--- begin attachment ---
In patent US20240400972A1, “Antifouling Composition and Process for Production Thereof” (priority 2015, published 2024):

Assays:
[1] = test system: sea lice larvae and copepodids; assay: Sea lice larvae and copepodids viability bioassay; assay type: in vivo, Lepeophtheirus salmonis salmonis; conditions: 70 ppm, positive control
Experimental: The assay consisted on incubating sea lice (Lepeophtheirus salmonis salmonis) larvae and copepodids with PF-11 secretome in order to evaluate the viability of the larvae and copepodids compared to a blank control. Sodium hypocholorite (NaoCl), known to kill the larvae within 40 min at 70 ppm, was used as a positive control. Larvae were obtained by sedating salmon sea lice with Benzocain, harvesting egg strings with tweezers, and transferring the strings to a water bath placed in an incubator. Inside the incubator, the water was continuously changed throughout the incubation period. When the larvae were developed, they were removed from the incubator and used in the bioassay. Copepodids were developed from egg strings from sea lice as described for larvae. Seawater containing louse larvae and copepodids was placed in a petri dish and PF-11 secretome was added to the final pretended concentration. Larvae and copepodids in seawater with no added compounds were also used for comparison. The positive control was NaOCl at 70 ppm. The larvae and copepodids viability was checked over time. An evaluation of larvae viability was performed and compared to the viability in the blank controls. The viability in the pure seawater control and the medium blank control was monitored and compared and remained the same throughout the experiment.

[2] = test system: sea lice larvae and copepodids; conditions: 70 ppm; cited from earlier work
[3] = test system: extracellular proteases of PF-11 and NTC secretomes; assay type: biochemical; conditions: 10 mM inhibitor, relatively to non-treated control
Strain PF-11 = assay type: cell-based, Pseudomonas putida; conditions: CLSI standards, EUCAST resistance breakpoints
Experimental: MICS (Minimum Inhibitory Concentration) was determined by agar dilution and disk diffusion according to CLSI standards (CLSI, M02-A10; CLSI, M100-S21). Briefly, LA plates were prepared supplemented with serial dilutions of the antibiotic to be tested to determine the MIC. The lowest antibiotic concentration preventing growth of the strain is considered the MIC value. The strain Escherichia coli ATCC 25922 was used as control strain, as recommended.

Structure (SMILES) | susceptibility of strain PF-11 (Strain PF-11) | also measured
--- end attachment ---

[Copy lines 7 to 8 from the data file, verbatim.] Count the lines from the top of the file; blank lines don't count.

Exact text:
Strain PF-11 = assay type: cell-based, Pseudomonas putida; conditions: CLSI standards, EUCAST resistance breakpoints
Experimental: MICS (Minimum Inhibitory Concentration) was determined by agar dilution and disk diffusion according to CLSI standards (CLSI, M02-A10; CLSI, M100-S21). Briefly, LA plates were prepared supplemented with serial dilutions of the antibiotic to be tested to determine the MIC. The lowest antibiotic concentration preventing growth of the strain is considered the MIC value. The strain Escherichia coli ATCC 25922 was used as control strain, as recommended.